When you land at Mogadishu’s international airport, the first form you fill out asks for name, address, and caliber of weapon. Believe it or not, this disaster of a city, the capital of Somalia, still gets a few commercial flights. Some haven’t fared so well. The wreckage of a Russian cargo plane shot down in 2007 still lies crumpled at the end of the runway.
Beyond the airport is one of the world’s most stunning monuments to conflict: block after block, mile after mile, of scorched, gutted-out buildings. Mogadishu’s Italianate architecture, once a gem along the Indian Ocean, has been reduced to a pile of machine-gun-chewed bricks. Somalia has been ripped apart by violence since the central government imploded in 1991. Eighteen years and 14 failed attempts at a government later, the killing goes on and on and on—suicide bombs, white phosphorus bombs, beheadings, medieval-style stonings, teenage troops high on the local drug called khat blasting away at each other and anything in between. Even U.S. cruise missiles occasionally slam down from the sky. It’s the same violent free-for-all on the seas. Somalia’s pirates are threatening to choke off one of the most strategic waterways in the world, the Gulf of Aden, which 20,000 ships pass through every year. These heavily armed buccaneers hijacked more than 40 vessels in 2008, netting as much as $100 million in ransom. It’s the greatest piracy epidemic of modern times.In more than a dozen trips to Somalia over the past two and a half years, I’ve come to rewrite my own definition of chaos. I’ve felt the incandescent fury of the Iraqi insurgency raging in Fallujah. I’ve spent freezing-cold, eerily quiet nights in an Afghan cave. But nowhere was I more afraid than in today’s Somalia, where you can get kidnapped or shot in the head faster than you can wipe the sweat off your brow. From the thick, ambush-perfect swamps around Kismayo in the south to the lethal labyrinth of Mogadishu to the pirate den of Boosaaso on the Gulf of Aden, Somalia is quite simply the most dangerous place in the world..more..Somalia is a state governed only by anarchy. A graveyard of foreign-policy failures, it has known just six months of peace in the past two decades. more.. The Most Dangerous Place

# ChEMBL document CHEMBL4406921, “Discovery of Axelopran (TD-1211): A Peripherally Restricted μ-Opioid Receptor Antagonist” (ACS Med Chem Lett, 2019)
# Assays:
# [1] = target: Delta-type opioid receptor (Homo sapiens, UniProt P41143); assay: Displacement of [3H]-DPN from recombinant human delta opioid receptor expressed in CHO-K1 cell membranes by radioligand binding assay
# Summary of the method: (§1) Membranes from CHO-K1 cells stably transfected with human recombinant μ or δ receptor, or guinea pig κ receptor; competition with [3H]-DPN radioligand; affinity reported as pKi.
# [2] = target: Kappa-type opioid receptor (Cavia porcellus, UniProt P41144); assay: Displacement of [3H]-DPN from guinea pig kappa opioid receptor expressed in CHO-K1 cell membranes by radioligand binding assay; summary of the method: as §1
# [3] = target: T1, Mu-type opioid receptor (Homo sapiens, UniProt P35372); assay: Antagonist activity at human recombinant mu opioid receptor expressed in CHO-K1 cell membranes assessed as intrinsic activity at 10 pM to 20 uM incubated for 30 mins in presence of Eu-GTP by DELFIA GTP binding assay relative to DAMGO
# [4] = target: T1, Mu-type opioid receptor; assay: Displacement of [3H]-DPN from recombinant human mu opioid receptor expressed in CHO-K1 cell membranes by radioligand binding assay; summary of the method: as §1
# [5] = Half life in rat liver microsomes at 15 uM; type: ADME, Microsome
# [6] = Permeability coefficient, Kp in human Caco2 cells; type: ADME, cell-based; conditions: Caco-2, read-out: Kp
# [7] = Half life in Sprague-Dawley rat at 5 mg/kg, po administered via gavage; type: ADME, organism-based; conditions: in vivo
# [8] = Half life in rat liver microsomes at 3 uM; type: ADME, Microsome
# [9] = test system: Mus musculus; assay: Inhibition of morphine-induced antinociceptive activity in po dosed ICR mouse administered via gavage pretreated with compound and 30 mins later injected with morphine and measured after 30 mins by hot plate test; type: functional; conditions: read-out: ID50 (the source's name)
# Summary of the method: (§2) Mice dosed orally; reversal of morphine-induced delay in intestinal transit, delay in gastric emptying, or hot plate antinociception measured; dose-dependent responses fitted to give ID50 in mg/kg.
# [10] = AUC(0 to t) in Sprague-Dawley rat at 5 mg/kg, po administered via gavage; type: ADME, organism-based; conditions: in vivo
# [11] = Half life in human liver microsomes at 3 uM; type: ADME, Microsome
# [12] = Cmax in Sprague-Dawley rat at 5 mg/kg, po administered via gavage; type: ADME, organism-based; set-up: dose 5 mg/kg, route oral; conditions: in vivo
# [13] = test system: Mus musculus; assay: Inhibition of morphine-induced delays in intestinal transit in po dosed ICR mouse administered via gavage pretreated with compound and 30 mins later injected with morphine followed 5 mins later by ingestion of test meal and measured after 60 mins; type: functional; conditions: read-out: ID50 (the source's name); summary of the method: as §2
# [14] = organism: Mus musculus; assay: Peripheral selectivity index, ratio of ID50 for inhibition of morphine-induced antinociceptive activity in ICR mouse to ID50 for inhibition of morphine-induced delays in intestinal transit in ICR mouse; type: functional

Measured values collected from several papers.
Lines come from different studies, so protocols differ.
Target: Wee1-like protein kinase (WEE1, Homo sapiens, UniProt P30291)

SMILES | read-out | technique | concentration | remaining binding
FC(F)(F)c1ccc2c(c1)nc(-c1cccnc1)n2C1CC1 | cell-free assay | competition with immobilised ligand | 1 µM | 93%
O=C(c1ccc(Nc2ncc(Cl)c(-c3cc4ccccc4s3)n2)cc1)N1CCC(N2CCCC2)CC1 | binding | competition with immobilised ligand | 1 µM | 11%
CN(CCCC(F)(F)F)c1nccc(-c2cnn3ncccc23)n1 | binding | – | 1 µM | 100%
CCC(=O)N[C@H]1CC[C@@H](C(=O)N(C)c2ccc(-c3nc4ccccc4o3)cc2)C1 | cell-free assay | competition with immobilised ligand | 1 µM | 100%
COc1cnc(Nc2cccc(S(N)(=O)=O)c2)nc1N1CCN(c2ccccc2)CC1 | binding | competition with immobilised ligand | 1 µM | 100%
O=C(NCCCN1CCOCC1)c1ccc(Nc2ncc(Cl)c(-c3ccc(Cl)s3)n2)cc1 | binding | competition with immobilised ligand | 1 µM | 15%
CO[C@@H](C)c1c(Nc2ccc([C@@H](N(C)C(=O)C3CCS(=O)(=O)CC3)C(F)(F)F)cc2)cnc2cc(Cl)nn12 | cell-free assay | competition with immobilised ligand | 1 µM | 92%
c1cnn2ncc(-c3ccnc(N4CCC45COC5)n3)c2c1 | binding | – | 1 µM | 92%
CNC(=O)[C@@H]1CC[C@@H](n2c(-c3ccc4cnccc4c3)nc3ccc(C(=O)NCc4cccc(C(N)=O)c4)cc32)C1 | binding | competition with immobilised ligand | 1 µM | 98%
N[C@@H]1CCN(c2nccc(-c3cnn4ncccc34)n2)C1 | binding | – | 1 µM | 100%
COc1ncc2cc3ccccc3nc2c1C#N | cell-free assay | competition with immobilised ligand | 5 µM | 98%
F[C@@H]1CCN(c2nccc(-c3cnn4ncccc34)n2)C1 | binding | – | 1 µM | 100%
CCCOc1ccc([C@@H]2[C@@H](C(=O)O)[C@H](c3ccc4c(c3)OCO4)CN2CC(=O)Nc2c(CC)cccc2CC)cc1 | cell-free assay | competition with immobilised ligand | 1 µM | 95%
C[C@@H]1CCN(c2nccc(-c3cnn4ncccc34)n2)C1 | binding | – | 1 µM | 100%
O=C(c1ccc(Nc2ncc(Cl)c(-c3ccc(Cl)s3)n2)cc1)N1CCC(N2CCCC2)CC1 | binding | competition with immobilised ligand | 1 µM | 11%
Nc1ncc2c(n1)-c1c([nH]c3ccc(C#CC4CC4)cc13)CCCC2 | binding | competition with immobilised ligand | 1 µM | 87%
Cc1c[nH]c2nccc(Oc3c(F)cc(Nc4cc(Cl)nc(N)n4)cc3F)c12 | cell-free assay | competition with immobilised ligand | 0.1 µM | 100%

in the World